Living the Dream

As a child, I thumbed through old copies of National Geographic magazine in our basement, whisked away to exotic locations by the stunning images contained within each issue. My dream growing up, like Cristina’s, was to work for National Geographic.

I imagined myself donning a safari hat, braving unseen dangers lurking around every bend. My young sense of adventure and imagination transformed me into a world traveler whose feats inspired legions and cemented my rightful place in legends passed down through generations.

Many years later, our dreams came true. However, replacing my safari hat was a respirator mask and the sweat dripping down my brow was not due to the humid climate of some exotic jungle I was trekking through, but rather the result of working in the back of a box truck in Queens, NY.

Yet, I couldn’t have been happier. How was it that I, who possessed such lofty goals as a child, had ended up here as a grown man and somehow was not only enjoying myself but, would proclaim I was “living the dream.”

As I get older, a funny thing has occurred. I seem to have learned some valuable life lessons and matured.

I’m reminded of the last 3/4 of one of my favorite poems ever, If by Rudyard Kipling.

If you can dream—and not make dreams your master;
If you can think—and not make thoughts your aim;
If you can meet with Triumph and Disaster
And treat those two impostors just the same;

If you can bear to hear the truth you’ve spoken
Twisted by knaves to make a trap for fools,
Or watch the things you gave your life to, broken,
And stoop and build ’em up with worn-out tools:

If you can make one heap of all your winnings
And risk it on one turn of pitch-and-toss,
And lose, and start again at your beginnings
And never breathe a word about your loss;
If you can force your heart and nerve and sinew
To serve your turn long after they are gone,
And so hold on when there is nothing in you
Except the Will which says to them: ‘Hold on!’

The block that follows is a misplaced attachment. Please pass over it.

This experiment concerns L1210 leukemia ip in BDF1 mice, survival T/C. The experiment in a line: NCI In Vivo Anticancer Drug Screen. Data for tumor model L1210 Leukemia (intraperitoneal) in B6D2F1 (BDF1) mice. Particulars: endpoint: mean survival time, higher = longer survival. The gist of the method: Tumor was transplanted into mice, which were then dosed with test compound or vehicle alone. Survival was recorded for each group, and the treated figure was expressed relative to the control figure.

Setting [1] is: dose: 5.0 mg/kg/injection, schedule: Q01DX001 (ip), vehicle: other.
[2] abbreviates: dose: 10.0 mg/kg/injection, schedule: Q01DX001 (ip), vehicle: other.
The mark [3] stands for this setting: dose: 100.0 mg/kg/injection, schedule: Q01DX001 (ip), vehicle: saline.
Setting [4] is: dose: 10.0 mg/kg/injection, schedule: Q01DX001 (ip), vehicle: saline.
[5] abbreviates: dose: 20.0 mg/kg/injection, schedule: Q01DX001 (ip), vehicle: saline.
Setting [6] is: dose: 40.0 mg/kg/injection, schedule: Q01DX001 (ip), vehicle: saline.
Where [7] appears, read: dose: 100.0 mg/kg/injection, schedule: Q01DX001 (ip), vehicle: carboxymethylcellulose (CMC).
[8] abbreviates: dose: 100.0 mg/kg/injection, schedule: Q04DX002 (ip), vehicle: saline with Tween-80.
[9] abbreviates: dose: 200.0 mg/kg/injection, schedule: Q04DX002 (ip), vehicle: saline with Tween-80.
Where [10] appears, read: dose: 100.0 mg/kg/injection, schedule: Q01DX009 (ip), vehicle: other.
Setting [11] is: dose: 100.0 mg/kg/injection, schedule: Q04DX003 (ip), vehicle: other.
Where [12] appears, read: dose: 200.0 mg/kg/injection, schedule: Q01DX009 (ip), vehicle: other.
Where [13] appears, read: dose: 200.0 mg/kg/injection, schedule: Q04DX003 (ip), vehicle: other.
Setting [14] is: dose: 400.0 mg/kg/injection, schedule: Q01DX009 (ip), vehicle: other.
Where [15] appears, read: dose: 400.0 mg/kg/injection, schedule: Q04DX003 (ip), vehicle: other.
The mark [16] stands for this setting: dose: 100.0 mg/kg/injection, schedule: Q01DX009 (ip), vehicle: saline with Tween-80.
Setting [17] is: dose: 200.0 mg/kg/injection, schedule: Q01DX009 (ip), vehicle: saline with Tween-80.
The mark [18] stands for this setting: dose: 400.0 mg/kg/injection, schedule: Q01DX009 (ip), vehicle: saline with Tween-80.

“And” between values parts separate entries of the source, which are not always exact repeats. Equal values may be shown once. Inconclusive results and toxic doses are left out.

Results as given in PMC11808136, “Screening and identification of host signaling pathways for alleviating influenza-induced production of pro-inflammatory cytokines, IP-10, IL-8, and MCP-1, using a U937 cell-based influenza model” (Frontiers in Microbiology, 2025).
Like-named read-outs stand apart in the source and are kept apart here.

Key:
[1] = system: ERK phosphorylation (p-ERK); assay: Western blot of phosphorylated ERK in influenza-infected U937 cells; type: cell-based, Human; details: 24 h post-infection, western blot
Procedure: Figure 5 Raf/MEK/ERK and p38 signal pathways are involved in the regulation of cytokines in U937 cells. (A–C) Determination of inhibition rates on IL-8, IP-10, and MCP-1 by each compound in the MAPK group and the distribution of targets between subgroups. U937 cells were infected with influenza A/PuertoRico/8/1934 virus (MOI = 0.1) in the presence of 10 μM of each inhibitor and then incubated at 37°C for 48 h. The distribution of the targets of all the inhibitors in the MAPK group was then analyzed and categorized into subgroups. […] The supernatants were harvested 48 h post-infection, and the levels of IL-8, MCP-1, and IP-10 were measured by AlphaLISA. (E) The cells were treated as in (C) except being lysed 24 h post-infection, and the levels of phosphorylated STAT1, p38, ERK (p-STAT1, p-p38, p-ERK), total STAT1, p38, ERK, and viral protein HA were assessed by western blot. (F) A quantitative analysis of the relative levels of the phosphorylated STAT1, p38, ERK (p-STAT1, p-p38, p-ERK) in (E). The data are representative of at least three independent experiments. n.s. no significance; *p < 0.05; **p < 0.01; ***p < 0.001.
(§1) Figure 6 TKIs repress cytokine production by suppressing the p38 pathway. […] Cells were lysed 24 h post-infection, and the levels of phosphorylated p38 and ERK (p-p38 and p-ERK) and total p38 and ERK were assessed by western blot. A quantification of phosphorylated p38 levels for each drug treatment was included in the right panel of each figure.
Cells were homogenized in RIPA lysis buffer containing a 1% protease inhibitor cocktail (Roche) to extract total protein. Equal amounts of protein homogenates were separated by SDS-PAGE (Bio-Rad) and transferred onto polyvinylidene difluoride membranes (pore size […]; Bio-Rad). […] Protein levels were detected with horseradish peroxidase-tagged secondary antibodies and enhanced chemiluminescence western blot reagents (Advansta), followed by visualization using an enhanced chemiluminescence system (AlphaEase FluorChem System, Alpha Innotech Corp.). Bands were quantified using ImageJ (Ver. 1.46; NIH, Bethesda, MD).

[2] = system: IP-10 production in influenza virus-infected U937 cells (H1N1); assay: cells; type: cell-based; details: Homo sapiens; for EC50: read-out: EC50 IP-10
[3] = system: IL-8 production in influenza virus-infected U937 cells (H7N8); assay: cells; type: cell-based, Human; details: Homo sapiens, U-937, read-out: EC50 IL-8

If you can talk with crowds and keep your virtue,
Or walk with Kings—nor lose the common touch,
If neither foes nor loving friends can hurt you,
If all men count with you, but none too much;
If you can fill the unforgiving minute
With sixty seconds’ worth of distance run,
Yours is the Earth and everything that’s in it,
And—which is more—you’ll be a Man, my son!

We feel honored that the extremely talented team behind the New York based production company, Variable, believed in us enough that they asked us to join them in the task of creating the promo campaign for Killing Lincoln for National Geographic. The drive and passion that fuels these guys is contagious. It was impossible not to want to jump in and take any role we were given and not only do it but, to do it with a sense of pride. A sense of being part of something larger.

Cristina’s main role on this job was on the production side and I did a variety of things, one was assisting Art Director, Joe Sciacca with the set build. We never felt like we were doing grunt work or menial labor. We never felt unappreciated. We felt like equals. We felt like we were helping to put a piece of a puzzle together. That’s a testament to great leadership, a lack of egos, and collaboration in the truest sense of the word. We were under  a tight deadline with the set build, and at the end of a particularly long day, my body was sore, I was dirty and tired and I’d given it all I had.

However impossible it may have seemed at the start of the day, we made it happen. I felt an incredible sense of joy in a job well done, a sense of accomplishment. I felt like there was nothing that could be thrown our way that we couldn’t tackle. That we could do anything.

So there I stood, not in some exotic faraway land. I wasn’t in peril in a volcanic region of the Andes, or filming the Emperor Penguins in Antarctica. I was standing in a nondescript location in Queens, NY. My work done for the day, I cracked a cold one open and thought, “Man, I’m living the dream.”

National Geographic “Killing Lincoln” from Variable on Vimeo.
Make sure to check out more work from Variable.


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